Another style of clock that has existed for hundreds of years is the mantel clock. These clocks are designed to sit on a table or mantel piece, often to be displayed as a feature item in a room. First developed in France in the 1750s, mantel clocks were hugely popular throughout the 18th and 19th centuries. These earlier styles were mechanical in design, with many battery clocks becoming available in the modern day. One popular style of mantel clock is the tambour style, otherwise known as the Napoleon Hat clock. This unique shaped clock is still very popular today. Many more modern styles of table clock display exposed gears and shifting mechanics in the clocks, otherwise known as a skeleton clock. These timepieces are truly breathtaking as you watch the gears move slowly and come to appreciate the intricate details and craftsmanship that goes into each clock build. 

 

Modern Clocks

When it comes to adding personality and flair to your desired space, few things can deliver the same level of impact as a modern clock. Whether the purpose is to make a bold visual statement; or to fill an empty space on a blank wall; or simply just to create an elegant way to tell the time, modern wall clock designs lend themselves perfectly to spaces of all kinds. Modern clocks are contemporary, artistic and unique in design and are usually battery operated. 

 

Alarm clocks

The first alarm clock was invented in America in 1787 by Levi Hutchins, however this design was never patented. It was a simple design of a small clock that rang once a day at 4:00am to wake Levi up for work. In today's busy society, alarm clocks are a necessity for most people who have busy lifestyles to keep up with. The primary function of an alarm clock is to alert or awaken people up at a particular time, or to set a reminder for another reason such as an upcoming flight, or to track food cooking. Alarm clocks are generally smaller in size than a standard wall clock and are usually designed to be placed on a bedside table or on a stand. They are available in both analogue and digital formats, with illuminated LCD displays, in sleek contemporary designs that keep in line with the modern world we live in today. Many alarm clocks come in a smaller travel size that offers a handy companion whilst on the road. Alarm clocks offer a range of features and specifications to suit the user, from illuminated numerals and custom alarm sounds, to completely silent models that do not tick at all.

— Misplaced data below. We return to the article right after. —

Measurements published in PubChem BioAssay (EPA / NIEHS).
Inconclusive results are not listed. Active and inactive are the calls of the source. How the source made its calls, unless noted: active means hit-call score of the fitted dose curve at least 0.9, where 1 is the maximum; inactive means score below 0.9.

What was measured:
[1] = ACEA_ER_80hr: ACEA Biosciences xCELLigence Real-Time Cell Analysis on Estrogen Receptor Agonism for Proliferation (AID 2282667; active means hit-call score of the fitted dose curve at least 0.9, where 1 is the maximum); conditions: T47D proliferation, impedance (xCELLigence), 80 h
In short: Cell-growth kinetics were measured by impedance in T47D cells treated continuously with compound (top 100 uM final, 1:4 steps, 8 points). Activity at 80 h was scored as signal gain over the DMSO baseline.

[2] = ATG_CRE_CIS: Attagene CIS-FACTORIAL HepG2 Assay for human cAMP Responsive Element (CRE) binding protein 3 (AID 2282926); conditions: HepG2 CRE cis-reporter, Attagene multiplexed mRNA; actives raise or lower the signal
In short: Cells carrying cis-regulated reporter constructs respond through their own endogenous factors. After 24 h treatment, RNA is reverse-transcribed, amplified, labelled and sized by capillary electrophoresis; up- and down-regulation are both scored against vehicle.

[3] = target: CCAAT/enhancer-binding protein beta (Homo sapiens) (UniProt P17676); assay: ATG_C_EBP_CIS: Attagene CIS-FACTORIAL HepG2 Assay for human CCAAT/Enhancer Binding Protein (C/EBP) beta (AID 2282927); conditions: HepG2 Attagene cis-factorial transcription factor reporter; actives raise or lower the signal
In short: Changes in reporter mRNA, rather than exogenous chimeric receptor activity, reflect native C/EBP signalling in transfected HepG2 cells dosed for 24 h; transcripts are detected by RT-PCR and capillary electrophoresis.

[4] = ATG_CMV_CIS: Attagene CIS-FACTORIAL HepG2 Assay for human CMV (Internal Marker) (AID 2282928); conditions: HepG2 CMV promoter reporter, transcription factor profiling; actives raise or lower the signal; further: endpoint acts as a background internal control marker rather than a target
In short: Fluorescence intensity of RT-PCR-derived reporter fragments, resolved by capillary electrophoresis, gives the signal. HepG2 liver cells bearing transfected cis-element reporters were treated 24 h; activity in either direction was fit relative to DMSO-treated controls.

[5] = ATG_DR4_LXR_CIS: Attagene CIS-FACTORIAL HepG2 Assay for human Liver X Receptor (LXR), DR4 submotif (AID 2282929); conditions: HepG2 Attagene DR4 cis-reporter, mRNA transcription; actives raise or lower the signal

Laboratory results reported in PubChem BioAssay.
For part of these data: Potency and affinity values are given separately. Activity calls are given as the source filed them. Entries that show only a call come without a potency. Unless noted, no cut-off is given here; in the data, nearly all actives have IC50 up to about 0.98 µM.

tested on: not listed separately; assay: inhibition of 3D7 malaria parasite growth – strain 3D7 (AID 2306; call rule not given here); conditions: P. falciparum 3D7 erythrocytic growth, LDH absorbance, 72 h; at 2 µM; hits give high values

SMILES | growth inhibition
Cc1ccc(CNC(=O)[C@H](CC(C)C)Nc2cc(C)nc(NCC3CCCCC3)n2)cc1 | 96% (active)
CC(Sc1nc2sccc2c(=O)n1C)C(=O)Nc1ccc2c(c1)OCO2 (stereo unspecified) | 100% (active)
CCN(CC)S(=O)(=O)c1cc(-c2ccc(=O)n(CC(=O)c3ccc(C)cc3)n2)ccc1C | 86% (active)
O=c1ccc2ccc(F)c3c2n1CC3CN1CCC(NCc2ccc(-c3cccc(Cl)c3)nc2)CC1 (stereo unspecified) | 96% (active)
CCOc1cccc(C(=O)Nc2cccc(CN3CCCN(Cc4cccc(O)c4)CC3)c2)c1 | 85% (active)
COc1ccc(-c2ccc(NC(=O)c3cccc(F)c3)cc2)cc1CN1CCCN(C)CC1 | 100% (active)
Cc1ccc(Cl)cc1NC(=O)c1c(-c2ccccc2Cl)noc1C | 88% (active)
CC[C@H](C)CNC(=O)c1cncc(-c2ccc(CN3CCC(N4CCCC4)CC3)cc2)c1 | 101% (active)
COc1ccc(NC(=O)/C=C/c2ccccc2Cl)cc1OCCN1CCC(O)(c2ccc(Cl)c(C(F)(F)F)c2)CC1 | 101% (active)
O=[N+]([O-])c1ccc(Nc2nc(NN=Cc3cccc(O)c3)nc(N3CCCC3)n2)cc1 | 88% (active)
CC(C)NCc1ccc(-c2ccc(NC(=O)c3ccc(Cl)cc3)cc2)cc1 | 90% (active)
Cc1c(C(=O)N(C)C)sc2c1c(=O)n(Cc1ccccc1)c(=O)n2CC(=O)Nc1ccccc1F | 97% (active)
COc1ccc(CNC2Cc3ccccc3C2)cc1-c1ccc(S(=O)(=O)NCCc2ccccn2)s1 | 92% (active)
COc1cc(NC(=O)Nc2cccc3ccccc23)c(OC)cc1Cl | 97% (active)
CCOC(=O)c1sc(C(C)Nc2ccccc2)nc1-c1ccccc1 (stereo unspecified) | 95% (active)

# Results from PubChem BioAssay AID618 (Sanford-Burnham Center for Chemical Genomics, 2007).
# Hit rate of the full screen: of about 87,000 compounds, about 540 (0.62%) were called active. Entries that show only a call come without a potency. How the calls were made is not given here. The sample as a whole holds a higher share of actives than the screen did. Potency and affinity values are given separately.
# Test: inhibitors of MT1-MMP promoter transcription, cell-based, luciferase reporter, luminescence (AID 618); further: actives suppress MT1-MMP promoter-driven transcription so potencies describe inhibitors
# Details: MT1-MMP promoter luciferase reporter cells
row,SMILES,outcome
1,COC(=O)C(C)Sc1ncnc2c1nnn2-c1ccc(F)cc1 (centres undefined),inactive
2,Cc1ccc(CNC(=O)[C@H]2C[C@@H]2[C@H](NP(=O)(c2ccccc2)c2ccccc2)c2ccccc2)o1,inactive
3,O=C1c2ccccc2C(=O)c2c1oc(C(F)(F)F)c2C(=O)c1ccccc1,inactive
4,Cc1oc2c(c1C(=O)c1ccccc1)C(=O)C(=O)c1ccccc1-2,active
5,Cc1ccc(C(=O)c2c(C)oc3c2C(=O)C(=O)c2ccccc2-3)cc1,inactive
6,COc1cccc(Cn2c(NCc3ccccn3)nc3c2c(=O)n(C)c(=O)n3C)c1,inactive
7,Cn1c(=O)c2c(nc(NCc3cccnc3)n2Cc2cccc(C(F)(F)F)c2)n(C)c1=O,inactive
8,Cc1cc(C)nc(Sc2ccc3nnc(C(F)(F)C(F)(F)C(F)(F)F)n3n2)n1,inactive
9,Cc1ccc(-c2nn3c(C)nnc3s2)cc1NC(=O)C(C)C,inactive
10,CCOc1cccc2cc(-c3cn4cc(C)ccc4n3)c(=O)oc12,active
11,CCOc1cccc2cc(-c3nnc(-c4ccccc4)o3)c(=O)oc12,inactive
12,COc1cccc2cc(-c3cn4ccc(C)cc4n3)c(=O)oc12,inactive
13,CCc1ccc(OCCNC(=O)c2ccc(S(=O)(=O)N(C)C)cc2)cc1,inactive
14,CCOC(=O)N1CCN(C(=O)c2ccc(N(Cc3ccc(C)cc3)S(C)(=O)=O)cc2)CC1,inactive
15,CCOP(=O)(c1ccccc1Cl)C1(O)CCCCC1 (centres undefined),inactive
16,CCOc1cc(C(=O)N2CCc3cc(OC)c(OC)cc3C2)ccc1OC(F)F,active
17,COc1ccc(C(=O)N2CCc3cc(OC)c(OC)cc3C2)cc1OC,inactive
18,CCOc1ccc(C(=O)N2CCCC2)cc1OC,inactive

Wrist Watches

In the modern world of today, there are more smartphones and personal devices available across the globe than we have ever seen before. With so many devices to tell us the time, traditional watches no longer have the spotlight as a classic timepiece. But this doesn't mean they've disappeared or become redundant. Nowadays watches mean even more to us than just telling us the time. They represent a story; an artistic statement piece; a fashionable piece of jewellery; and a prized collectable. There are a huge range of watches available to suit every style, from Swiss made watches, to pocket watches, outdoor watches, sports watches, automatic watches, skeleton watches and fashionable watches for both women and men. 

 

What’s Your Clock?

There is truly a plethora of different styles of clocks available in the modern world to choose from. They are designed for different rooms and settings, with the primary purpose of telling the time, but also adding to the decor of a chosen space ultimately with the goal of improving the style in a particular way. 

No matter what style of clock you are searching for, Clock Shop offers the largest range of clocks in Australia in a variety of decorative styles and colours to enhance the ambience of any room of the house. Choosing the right clock can make all the difference when completing the look and feel of a particular space. Whether you are searching for the traditional charm of a mechanical clock, grandfather clock or authentic carved cuckoo clock; or whether you are instead looking for something more modern and artistic in design, Clock Shop has something to suit all tastes.